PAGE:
History of TV: 'Sister, Sister' Examines The Concept of Family on TGIF
December 31, 2020
Sister, Sister made it seem like suddenly discovering you have a twin sister is both the most wonderful thing in the world on one hand, and quite grateful you’re an only child, on the other. The ‘90s sitcom starred real-life twins Tamera Mowry-Housley as Tamera Campbell, and Tia Mowry-Hardrict as Tia Landry, who reunite for the first time in 14 years since being separated at birth. A simple concept with plenty of story engine, and with six seasons to binge, the show is an excellent source of screenwriting lessons for writers.
It’s hard not to talk about Sister, Sister without a refresher first about the larger comedy lineup context within which it had its origins: TGIF.
The evolution of TGIF
Not gonna lie, choosing to either hang with friends or watch the TGIF programming block on Friday night was a real struggle when I was younger. Recording the four-sitcom lineup on VHS just wasn’t the same as watching them live. While I just aged myself unbelievably, it’s worth it to reminisce over a few of my favorites: Boy Meets World, Full House, Family Matters, Hangin’ with Mr. Cooper, Clueless, Step by Step and Sister, Sister; a couple of which were part of the block’s first run starting on Sept. 22, 1989.
TGIF riffed off the popular “thank God it’s Friday” phrase to become “thank goodness it’s funny,” complete with its own theme song and hosts, which for a while rotated between the casts of the various shows within the block. Stemming from executive producer Jim Janicek’s childhood fondness for gathering with his family to watch The Wonderful World of Disney, he created the family-centric themed block of TV for ABC.
While TGIF dominated the 18-49 demographic for most of the '90s, its audience grew up and started to go out Friday nights, causing the block to say goodnight after 11 years on Sept. 8, 2000. It had a couple of brief resurgences in both 2003 and as recent as 2018, but we’ll take a look at a few of the original breakout hits from the block within this column as part of a sub-series on TGIF.
Theme: family values
While its neighbors on the block examined family configurations of all kinds — nuclear (Family Matters, Boy Meets World), blended (Step by Step), friend family (Hangin’ With Mr. Cooper), and extended (Sabrina the Teenage Witch) — Sister, Sister blended a bunch of concepts into one: the girls were born twins, but then adopted by different parents (one single, one widowed) who must now learn how to co-habit and exist for the sake of the girls. Originally airing as a mid-season replacement, the show proved its staying power with audiences even after ABC cancelled it, and Sister, Sister moved to the fledgling WB network for its fourth to sixth (and final) season.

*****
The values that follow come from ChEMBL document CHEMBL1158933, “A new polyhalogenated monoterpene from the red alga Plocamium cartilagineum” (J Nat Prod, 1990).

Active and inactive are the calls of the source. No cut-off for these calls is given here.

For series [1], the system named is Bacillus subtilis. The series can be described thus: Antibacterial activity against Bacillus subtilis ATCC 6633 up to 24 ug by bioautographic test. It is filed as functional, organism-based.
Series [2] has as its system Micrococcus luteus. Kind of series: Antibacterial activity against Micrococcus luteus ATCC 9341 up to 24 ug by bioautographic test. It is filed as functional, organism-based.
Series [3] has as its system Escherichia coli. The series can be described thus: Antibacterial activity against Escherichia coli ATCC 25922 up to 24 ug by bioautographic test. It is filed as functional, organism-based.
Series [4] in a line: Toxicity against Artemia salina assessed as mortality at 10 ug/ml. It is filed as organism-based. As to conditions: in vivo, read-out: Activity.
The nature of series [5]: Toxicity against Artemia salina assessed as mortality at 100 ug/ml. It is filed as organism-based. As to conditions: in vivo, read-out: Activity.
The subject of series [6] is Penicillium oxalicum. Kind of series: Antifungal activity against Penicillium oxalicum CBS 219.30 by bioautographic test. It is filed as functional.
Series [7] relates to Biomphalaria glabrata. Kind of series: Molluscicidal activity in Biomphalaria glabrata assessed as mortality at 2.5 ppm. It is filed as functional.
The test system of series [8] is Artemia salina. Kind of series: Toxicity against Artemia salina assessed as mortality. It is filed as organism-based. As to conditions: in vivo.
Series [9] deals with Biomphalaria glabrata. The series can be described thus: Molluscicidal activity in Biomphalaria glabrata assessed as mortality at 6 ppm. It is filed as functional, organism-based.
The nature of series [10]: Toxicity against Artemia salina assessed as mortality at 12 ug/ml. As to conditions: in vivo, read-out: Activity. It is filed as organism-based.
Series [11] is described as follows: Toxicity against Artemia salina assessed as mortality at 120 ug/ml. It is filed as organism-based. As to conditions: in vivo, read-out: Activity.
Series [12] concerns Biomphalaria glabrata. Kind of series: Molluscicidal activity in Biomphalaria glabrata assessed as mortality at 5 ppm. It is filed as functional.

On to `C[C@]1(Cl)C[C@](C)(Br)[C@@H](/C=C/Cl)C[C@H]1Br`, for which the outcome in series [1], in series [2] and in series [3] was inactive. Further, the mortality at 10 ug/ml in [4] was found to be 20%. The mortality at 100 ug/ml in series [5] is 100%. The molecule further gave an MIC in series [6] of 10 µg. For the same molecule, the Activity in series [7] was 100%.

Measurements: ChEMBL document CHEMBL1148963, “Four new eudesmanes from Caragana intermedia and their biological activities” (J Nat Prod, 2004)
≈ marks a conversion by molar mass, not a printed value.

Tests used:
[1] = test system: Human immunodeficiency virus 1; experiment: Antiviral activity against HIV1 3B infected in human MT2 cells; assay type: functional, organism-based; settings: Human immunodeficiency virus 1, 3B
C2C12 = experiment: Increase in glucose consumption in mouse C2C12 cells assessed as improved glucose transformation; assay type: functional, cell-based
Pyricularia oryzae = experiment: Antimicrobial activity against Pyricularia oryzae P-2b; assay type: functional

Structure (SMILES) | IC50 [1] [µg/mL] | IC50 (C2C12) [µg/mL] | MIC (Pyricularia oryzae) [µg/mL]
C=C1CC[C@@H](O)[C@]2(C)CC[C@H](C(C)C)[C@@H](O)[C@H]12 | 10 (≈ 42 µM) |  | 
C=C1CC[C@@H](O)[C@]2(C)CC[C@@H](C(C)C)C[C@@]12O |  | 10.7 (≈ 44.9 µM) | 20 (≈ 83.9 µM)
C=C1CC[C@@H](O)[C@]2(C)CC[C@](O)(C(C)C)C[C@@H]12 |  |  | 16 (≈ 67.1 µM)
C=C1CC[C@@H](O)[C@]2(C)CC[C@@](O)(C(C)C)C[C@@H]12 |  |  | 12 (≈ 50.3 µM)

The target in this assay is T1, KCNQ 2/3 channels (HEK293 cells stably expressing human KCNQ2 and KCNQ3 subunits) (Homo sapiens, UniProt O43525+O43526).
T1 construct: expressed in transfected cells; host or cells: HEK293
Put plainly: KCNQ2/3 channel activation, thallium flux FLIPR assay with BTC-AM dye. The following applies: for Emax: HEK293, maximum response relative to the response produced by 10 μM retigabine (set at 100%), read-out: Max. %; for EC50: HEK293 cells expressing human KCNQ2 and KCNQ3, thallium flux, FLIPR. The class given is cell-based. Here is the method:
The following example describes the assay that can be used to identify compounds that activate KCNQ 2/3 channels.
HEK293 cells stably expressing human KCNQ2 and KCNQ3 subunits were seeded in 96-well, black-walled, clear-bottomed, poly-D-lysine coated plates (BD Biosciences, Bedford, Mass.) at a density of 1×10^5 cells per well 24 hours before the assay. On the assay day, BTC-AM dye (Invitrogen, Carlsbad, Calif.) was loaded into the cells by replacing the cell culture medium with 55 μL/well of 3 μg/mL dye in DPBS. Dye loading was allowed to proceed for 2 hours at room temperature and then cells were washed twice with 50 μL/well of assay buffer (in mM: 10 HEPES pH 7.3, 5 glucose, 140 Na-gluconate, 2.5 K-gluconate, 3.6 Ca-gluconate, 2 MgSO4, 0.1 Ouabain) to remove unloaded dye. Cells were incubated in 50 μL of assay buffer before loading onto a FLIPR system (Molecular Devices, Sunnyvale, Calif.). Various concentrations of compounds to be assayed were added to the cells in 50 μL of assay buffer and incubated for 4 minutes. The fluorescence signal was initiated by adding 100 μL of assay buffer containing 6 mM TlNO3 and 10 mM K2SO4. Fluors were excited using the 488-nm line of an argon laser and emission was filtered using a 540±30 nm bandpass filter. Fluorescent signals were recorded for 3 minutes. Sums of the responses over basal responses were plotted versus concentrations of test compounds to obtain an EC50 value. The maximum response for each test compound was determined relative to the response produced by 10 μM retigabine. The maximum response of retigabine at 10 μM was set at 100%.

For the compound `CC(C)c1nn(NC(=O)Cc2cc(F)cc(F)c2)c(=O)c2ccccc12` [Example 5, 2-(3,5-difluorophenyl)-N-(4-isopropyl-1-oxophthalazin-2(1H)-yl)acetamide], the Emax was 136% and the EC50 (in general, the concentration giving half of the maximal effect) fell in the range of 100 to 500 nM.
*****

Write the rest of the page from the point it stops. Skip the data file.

Jackée Harry played Lisa Landry, Tia’s fashionista mom who verged on the wild side and aligned with Tamera’s character, while Tim Reid played Tamera’s conservative dad Ray Campbell, who was more like the studious Tia. The relationship dynamics, enhanced by the real-life sisterly bond of Tia and Tamera, were key to the show’s authenticity. While the show could’ve leaned heavily into the serious dramatic themes of their unique blended family (This Is Us, anyone?), it instead broached them (and the perils of teenagerhood through the girls’ eyes) with a comedic tone. A smart creative choice considering the intended audience. Framing the story as a comedy also gave heavy topics the gift of cathartic release with laughter.
Dialogue: the comfort of predictability
And the show offered plenty of laughs, right from the opening frames when the twins first spot each other and Tamera and Tia exclaim to their respective adoptive parents, “That girl has my face!” Framed in any other genre, it could be interpreted in so many ways.
There’s something to be said for the setup-punchline exchanges in comedy — Tia to her mother Lisa, “You don’t own me!” to which Lisa replies, “I am renting you for 21 years!” — a comfort in knowing what’s coming. Like when the twins’ goofy but reliable neighbor Roger Evans (singer Marques Houston) would be his annoying self, and Tia and Tamera respond in unison: “Go home, Roger!” … nearly every episode until they go off to college.
More than two decades later, Sister, Sister is finding a new generation of fans thanks to Netflix. As Tamera told People, “The importance of values and good, clean family comedy never goes out. It’s never out of style.” While we are constantly urged to do “fresh” by really digging deep as a writer, very occasionally the simplicity of a message is what matters; why we tune into a particular show for pure escapism. Heckle me off the page, but I know it’s why I tuned in: the show was funny because they were fun, good people to spend a half hour with on a Friday night. We need more of that lightheartedness as we head into a new year where the entertainment we choose to watch and make will define 2021 decades from now.
Written by: Karin MaxeyAfter seeing her first big screen movie 007: License to Kill at age six, Karin naturally became obsessed with writing action-infused stories. The next time she’d see Benicio del Toro was in person, at the 68th Cannes Film Festival—he was there for the Sicario red carpet, she was there for her first produced short film in the basement of the Palais…same-same. In between, Karin earned a Creative Writing Degree and landed management at Echo Lake Entertainment. Her scripts have been a Big Break Top 3 finalist, HollyShorts Film Fest Official Selection, and a multi-Screencraft competitions semi-finalist. Karin is also a screenplay editor who delights in the process of polishing writers' work for submission. You can find her at www.writergirlkarin.com.